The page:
This discovery of superconductivity at a higher temperature than ever before revived the hunt for conventional high-temperature superconductors whose properties can be described by the Migdal-Eliashberg and Bardeen-Cooper-Schrieffer (BCS) theories.

These theories predict that high, and even room temperature superconductivity (RTSC) is possible in metals with specific favorable parameters including lattice vibrations at high frequencies. However, these general theories are known to not be sufficient to predict real-world superconductors, according to the researchers involved in the most recent breakthrough. However, these researchers noted that new superconducting materials can now be predicted with the help of calculations based on Density Functional Theory (DFT).

In particular, the calculations implied a potential new family of hydrides with a clathrate structure, where the host atom (Ca, Y, La) resides at the center of the cage that the hydrogen atoms produce.3-5 For LaH10 and YH10 superconductivity, with critical temperatures, Tc from between 240K and 320 K are predicted at megabar pressures 4-7.

The most recent breakthrough that brought the temperature up to about 250K (-23 degrees Celsius) proved the existence of superconductivity at this temperature through the observation of zero-resistance, isotope effect, and the decrease of Tc under an external magnetic field.

The results suggest an upper critical magnetic field of about 120T at zero temperature. So, it suggests that when exposed to a magnetic field at 120T or above, the superconductivity stops. This is one test that apparently was not completed due to the small size of the sample and the requirements for such a test.

They found that the pressure dependence of the transition temperatures Tc (P) has a maximum of 250K to 252K at the pressure of about 170GPa.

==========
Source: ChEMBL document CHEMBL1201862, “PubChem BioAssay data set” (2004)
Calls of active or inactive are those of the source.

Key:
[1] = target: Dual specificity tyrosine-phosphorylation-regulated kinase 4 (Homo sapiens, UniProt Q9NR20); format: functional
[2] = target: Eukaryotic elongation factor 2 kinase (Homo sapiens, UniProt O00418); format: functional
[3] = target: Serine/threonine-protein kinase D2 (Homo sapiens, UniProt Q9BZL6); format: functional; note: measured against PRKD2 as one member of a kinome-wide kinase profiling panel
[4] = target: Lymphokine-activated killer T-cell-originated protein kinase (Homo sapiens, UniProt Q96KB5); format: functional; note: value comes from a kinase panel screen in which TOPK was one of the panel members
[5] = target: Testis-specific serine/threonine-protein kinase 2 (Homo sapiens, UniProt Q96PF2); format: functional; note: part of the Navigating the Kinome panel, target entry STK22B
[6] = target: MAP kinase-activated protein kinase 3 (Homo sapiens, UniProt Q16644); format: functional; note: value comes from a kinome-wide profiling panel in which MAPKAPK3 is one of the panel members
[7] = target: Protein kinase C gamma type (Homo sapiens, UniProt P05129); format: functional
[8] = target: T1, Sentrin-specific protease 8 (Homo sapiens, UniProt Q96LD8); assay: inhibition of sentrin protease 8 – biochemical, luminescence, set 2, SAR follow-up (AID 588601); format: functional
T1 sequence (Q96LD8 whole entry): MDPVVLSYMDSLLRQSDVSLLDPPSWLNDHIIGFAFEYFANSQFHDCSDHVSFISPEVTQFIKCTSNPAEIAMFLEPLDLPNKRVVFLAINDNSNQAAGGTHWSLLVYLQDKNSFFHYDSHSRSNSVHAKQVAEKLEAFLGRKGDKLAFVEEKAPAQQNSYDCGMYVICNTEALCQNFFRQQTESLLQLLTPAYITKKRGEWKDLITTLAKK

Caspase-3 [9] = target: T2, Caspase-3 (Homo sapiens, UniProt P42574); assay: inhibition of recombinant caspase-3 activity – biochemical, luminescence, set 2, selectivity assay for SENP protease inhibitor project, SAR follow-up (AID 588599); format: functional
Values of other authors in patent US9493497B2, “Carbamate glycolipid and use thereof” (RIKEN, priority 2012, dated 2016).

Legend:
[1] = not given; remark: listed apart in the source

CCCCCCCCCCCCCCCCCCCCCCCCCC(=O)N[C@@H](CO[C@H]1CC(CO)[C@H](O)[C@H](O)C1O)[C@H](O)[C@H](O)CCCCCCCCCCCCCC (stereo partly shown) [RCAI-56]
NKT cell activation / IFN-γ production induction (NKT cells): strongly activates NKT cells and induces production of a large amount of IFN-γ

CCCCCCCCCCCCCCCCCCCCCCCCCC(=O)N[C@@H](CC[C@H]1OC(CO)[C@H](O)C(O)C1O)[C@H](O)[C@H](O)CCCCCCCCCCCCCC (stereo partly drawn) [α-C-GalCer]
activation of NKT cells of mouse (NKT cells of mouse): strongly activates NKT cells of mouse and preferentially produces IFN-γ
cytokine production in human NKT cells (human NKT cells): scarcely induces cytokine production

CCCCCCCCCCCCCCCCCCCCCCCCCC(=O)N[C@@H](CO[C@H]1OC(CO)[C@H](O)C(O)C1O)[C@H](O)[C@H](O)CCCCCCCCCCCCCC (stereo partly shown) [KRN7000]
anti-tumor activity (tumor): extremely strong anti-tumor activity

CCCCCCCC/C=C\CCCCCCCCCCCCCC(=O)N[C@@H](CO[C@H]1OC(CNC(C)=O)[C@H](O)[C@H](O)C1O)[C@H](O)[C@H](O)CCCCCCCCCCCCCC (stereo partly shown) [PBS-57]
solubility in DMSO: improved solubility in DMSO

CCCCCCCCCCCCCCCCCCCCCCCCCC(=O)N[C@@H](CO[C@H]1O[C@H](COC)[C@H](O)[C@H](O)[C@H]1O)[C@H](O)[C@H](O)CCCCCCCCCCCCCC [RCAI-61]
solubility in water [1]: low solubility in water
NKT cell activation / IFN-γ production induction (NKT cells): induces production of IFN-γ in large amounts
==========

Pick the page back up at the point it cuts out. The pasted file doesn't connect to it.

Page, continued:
According to the researchers this jump, by about 50K, from the previous Tc record of 203K indicates the real possibility of achieving RTSC (that is at 273 K) in the near future at high pressures and the perspective of conventional superconductivity at ambient pressure.

"We found a record Tc = 250 K for LaH10 belonging to the lanthanum - hydrogen system, thus confirming the prediction of high temperature superconductivity in superhydrides with the sodalite-like clathrate structure..." 1

The researchers further stated, "Our study makes a leap forward on the road to the room- temperature superconductivity, and also provides an evidence that the art-of-state methods for crystal structure prediction can be very useful for the search of high temperature superconductors." 1

They also noted that "the current theoretical predictions for RTSC in yttrium superhydrides3,5 motivate further experiments." 1

And hopefully, other labs will soon confirm their results.


  1. Drozdov, A. P., Kong, P. P., Minkov, V. S., Besedin, S. P., et al. Superconductivity at 250 K in lanthanum hydride under high pressures. arXiv 1812.01561 [Preprint] Cited Jan. 10, 2019.
  2. Drozdov, A. P., Eremets, M. I., Troyan, I. A., Ksenofontov, V. & Shylin, S. I. Conventional superconductivity at 203 K at high pressures. Nature 525, 73 (2015).
  3. Wang, H., Tse, J. S., Tanaka, K., Iitaka, T. i. & Ma, Y. Superconductive sodalite-like clathrate calcium hydride at high pressures. PNAS 109, 6463-6466 (2012).
  4. Peng, F. et al. Hydrogen Clathrate Structures in Rare Earth Hydrides at High Pressures: Possible Route to Room-Temperature Superconductivity. Phys. Rev. Lett. 119 107001 (2017).
  5. Liu, H. et al. Dynamics and superconductivity in compressed lanthanum superhydride. Phys. Rev. B 98, 100102(R) (2018).
  6. Liu, H., Naumov, I. I., Hoffmann, R., Ashcroft, N. W. & Hemley, R. J. Potential high Tc superconducting lanthanum and yttrium hydrides at high pressure. PNAS 114, 6990 (2017).
  7. Kruglov, I. A. et al. Superconductivity in LaH10: a new twist of the story. arXiv:1810.01113 (2018).